My dogs are amazing. They bring so much joy into our lives and have since we rescued them.
We rescued our first dog when she was three years old, and she has been with us ever since. She’s 8 now (though we suspect that she’s maybe a year or two older – three years old was a guess by the rescue society), and has been a faithful companion and my fiance’s best friend since the spring of 2009.
Our second rescue dog joined our family just a year and a half ago, at 10 years young. She has been a great addition and a decision that neither of us have regretted for a moment. She’s a great companion for our first fur baby.
Our pets are a big part of our lives, and though I am a huge advocate for animal ownership, there are a few things you have to consider before taking in a pet of your own. The biggest consideration is whether or not you are willing and able to keep a pet for the duration of it’s life, and the second is whether or not you can afford to keep a pet. Usually, the first answer will depend on the second.
Pets are Expensive
Pets are nowhere near as expensive as children, but they certainly come with a price tag. After all, it’s another mouth that you must feed, and body to groom and take care of.
You don’t want to stick your pet with a poor quality of life because you can’t afford to feed them good food, or take them to the vet if they have an issue.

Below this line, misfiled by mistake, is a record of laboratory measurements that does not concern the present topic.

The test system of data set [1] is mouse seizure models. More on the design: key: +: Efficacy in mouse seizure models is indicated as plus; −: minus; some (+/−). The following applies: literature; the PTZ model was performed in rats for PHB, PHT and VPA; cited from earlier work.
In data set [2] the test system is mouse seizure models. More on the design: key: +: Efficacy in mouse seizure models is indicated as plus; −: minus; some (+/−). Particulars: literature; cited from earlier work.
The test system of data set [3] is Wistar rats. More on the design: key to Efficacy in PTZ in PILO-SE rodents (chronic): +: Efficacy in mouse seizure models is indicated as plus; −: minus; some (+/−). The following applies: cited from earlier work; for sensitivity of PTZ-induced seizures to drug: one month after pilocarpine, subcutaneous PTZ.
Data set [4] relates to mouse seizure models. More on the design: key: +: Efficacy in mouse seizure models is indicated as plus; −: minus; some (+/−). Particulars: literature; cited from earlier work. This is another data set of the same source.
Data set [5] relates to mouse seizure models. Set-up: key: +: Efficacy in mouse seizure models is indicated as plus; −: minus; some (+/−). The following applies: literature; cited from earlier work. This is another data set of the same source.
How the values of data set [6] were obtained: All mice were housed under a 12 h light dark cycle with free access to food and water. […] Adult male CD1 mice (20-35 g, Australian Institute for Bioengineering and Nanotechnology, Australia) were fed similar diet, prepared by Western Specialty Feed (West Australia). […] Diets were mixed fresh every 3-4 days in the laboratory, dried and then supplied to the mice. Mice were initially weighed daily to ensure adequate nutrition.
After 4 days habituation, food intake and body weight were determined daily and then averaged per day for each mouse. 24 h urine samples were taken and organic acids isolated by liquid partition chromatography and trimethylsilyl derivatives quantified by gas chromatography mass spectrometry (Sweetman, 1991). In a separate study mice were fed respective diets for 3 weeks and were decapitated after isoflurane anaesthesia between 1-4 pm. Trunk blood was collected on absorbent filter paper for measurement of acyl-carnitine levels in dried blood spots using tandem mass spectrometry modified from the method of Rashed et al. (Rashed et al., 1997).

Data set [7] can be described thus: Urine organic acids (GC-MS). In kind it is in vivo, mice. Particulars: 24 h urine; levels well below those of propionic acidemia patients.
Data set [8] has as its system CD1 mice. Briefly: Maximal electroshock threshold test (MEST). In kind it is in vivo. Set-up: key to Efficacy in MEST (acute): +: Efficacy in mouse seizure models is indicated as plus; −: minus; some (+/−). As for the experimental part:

Pets are a Long Term Commitment
It makes me physically sick to my stomach when people don’t consider their pets a long term commitment. They absolutely are, and it’s unfair (dare I say cruel?) to the animal and the general community if you get a puppy because it’s cute and your kid wants one, and then dump it off at the pound when it poops on the floor or because you “don’t have time” for it.
Pets live for many years – larger dog breeds live up to a decade, cats can live well into their twenties if well taken care of. Be aware that as pets age, just like humans, they require more care. Frequently the care is more expensive care.
You can get pet insurance to cover the cost, but if the conditions are found to the “pre-existing”, the condition won’t be covered. If you are considering getting a younger pet now, realize that it won’t always be young. Research the cost of treatment if a pet gets cancer, or needs dental surgery or extraction. Be prepared.
It’s Not a Matter of Just Feeding It
Pets require more attention than just food and water. You need to spend time with a pet, exercise it, perhaps pay into obedience classes or agility training, work with the pet if it has a health condition or requires rehabilitation.
There are unexpected costs to having a pet, such as realizing it’s unfair to keep a lab in a condo so renting a place with a yard. There’s also equipment that you must buy with a pet, like food dishes, kennels, pet beds, tanks, aquariums or cages,(if the pet isn’t a dog or cat), leashes, harnesses, and toys.
Dogs are intelligent creatures that require stimulation. Breeds are bred the way they are to carry out certain tasks; it’s in the breed’s instinct to do these things. You need to be able to fulfill that part of the pet’s life, too.
These are all things you must be aware of when looking at whether you can afford a pet.
While I think animals are a wonderful source of joy and responsibility, not everyone can afford to have them. Be prepared to spend at least a couple thousand dollars on your pet per year, as they age.
Because pets are a long term commitment, don’t just focus on the cost of the pet at the time you are taking the animal in. Look at the long term cost of the care of the animal so you aren’t in a financial bind when and if your furry friend jumps out of a moving car window and needs stitches (true story).